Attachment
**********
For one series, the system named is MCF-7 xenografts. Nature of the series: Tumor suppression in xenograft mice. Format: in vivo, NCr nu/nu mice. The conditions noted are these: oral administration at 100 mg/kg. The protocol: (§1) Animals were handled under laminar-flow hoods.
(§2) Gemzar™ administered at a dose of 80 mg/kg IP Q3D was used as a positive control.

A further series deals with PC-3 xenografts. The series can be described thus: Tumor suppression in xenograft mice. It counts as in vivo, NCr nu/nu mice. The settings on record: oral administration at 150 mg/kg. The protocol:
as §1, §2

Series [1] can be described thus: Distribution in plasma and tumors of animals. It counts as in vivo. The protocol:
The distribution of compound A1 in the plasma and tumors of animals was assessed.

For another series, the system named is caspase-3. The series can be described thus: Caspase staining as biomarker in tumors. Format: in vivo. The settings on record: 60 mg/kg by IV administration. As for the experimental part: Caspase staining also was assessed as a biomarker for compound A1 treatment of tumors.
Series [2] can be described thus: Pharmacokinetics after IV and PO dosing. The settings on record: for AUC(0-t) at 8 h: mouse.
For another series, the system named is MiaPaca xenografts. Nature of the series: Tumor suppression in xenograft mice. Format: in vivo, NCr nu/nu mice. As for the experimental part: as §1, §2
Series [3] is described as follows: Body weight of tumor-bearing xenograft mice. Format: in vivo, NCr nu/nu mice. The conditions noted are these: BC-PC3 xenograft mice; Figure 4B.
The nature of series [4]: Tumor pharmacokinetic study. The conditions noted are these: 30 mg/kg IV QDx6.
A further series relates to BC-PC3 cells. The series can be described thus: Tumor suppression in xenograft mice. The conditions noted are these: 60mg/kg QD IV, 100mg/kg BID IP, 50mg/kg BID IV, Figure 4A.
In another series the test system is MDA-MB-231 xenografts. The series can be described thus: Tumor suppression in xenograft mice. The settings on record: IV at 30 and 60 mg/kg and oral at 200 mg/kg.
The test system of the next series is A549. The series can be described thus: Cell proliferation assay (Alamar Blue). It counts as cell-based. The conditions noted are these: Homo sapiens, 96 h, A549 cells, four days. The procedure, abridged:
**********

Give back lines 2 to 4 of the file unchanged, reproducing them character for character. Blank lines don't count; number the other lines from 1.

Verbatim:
(§2) Gemzar™ administered at a dose of 80 mg/kg IP Q3D was used as a positive control.

A further series deals with PC-3 xenografts. The series can be described thus: Tumor suppression in xenograft mice. It counts as in vivo, NCr nu/nu mice. The settings on record: oral administration at 150 mg/kg. The protocol:
as §1, §2